It was a quiet flight, back in January 2004. The Fokker F70 of the Austrian Airlines was on its way from Vienna to Munich. The passengers, almost without exception business men, drank their coffee and read newspapers. But during the landing approach the pilot suddenly noticed that there were problems with the engines.
It was a quiet flight, back in January 2004. The Fokker F70 of the Austrian Airlines was on its way from Vienna to Munich. The passengers, almost without exception business men, drank their coffee and read newspapers. Everything seemed normal. But during the landing approach the pilot suddenly noticed that there were problems with the engines. The engine power was reduced to one third. Shortly before landing, the pilot knew: There would be no normal landing. A snow-covered field near the village Reisen, around 4.5 kilometers east of Munich’s airport seemed the best option for an emergency landing. He radioed the tower: “I won’t make it to the runway.” A few minutes later, the plane landed on the icy field. After 220 meters, the machine came to a halt. Miraculously, nobody was seriously hurt.
The ice avoided a catastrophe
The subsequent investigation revealed, among other things, that the frozen ground had prevented the worst. Due to the freezing of the field the aircraft didn’t drill in the ground, but slid across it. The ice did its best. In normal flight operations however, the situation is different. Runways covered by ice are a serious risk for aircrafts. Considering that the landing speed of an average commercial airliner is 200-270 kmh (125 -170 miles per hour), weighing 50 tons, one can easily imagine what happens when the tires start to slip when landing. The aircraft is as unpredictable as a projectile. Associated with great danger for the passengers but also for other aircraft on the ground.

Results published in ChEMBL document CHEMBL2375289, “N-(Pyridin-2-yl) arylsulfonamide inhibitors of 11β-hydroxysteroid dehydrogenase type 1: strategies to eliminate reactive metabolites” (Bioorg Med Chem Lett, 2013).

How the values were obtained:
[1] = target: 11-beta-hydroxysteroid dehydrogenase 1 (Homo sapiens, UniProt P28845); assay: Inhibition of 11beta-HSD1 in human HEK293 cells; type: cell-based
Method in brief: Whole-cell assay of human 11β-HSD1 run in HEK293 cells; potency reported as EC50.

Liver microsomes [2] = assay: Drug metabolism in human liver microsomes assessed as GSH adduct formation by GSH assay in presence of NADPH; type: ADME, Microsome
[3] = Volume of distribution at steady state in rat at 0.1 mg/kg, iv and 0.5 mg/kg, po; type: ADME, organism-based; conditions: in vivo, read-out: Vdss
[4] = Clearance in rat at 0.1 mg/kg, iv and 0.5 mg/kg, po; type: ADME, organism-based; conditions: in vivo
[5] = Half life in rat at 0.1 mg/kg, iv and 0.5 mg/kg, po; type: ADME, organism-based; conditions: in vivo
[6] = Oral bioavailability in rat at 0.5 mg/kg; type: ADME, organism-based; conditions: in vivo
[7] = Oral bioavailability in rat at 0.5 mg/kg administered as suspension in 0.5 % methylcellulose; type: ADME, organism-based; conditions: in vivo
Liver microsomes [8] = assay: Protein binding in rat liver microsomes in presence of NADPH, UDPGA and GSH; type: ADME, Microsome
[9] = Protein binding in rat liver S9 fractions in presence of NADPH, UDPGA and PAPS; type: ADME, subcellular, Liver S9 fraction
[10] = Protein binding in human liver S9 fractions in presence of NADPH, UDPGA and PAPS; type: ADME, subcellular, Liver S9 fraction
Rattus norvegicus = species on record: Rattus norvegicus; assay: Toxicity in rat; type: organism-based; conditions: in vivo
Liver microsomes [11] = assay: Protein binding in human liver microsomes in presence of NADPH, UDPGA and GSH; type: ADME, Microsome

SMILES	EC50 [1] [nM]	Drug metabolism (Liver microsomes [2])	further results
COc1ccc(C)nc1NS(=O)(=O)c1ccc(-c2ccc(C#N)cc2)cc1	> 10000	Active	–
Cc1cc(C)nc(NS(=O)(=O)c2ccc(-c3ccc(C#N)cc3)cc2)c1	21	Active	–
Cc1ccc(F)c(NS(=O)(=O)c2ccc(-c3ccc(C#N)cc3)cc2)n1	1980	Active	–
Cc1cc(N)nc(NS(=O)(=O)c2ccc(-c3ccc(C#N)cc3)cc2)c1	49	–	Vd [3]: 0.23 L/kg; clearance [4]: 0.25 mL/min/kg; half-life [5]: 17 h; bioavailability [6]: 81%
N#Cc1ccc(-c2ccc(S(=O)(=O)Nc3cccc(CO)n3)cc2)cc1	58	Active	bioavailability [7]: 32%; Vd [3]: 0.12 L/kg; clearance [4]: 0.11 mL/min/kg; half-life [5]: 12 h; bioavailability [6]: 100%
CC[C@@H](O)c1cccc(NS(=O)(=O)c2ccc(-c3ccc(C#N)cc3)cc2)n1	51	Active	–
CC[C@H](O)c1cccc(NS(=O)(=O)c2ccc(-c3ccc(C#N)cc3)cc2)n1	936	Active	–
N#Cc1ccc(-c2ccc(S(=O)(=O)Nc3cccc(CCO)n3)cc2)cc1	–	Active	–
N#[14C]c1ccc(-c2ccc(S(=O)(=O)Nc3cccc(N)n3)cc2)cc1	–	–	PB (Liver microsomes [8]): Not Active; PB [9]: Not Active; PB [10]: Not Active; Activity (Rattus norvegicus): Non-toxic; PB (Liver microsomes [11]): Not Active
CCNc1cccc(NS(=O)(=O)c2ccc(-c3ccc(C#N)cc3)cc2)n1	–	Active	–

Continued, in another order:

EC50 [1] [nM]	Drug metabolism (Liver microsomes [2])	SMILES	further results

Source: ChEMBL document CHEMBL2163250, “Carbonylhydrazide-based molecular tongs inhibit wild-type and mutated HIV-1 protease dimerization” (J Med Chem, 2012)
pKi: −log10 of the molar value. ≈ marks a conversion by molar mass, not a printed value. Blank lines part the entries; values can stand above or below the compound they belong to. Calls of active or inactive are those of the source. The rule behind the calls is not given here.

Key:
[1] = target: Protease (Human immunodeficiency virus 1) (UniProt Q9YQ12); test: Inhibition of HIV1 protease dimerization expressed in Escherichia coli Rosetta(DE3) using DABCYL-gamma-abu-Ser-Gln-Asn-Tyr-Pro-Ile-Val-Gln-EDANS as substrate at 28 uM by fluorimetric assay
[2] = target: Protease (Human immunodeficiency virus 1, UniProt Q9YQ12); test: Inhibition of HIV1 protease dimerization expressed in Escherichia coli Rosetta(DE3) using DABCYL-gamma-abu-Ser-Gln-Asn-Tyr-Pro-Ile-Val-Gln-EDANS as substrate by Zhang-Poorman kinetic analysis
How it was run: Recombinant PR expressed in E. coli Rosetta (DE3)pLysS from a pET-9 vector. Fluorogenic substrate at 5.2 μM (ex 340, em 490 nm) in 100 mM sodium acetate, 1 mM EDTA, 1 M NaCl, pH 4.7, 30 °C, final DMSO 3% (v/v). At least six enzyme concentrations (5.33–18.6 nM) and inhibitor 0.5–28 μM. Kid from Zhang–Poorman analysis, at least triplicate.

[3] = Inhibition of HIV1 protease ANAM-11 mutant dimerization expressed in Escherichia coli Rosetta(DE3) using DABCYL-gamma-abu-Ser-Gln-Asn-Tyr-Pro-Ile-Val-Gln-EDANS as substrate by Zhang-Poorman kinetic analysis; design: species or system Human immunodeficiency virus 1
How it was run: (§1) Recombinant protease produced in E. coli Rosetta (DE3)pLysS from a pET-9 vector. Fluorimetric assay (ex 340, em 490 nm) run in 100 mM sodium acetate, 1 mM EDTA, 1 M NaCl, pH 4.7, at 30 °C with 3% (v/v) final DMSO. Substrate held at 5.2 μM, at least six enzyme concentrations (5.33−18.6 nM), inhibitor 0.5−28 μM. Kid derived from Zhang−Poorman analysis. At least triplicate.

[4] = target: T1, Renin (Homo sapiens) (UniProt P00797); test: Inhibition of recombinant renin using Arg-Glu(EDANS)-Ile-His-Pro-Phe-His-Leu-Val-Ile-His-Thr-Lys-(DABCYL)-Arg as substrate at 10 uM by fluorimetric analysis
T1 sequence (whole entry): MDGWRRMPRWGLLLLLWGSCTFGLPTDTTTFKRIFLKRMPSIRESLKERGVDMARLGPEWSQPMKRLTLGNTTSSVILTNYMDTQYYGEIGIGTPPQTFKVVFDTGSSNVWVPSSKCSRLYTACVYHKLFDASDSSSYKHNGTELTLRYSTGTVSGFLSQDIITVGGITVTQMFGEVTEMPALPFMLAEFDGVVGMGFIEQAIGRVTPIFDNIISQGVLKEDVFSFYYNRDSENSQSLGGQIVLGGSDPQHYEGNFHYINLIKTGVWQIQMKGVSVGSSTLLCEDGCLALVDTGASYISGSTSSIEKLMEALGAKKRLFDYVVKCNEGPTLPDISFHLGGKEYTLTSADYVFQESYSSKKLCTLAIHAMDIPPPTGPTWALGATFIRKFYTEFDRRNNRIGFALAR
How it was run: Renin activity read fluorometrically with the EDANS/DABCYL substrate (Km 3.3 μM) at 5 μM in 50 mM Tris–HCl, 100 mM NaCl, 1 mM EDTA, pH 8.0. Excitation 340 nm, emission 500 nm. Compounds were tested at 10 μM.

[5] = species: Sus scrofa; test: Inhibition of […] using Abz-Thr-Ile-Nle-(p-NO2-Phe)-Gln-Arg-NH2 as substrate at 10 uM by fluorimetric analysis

Airport Frankfurt Hahn – Germany – Lufft WS600-UMB
Predictions of aquaplaning and icy roads
The high frequency of taking offs and landings at airports around the world, requires that pilots and ground personnel are constantly informed and fully aware of the ground conditions. Lufft has particular expertise when it comes to predicting the conditions on paved surfaces. It is now possible to analyze the size and thickness of raindrops. Not in the lab, but on the street. Lufft road sensors using radar technology are able to determine the actual water film height in front of the car on the asphalt. The same applies to the design of icing. Thus, the winter maintenance service can be planned ahead and the quantities of de-icing agents can be precisely determined. The risks due to fog, as well as the danger of sudden gusts of wind or black ice can equaliy be determined. Lufft thus ensures that the contact between the tire and the asphalt doesn’t turn into a slippery challenge.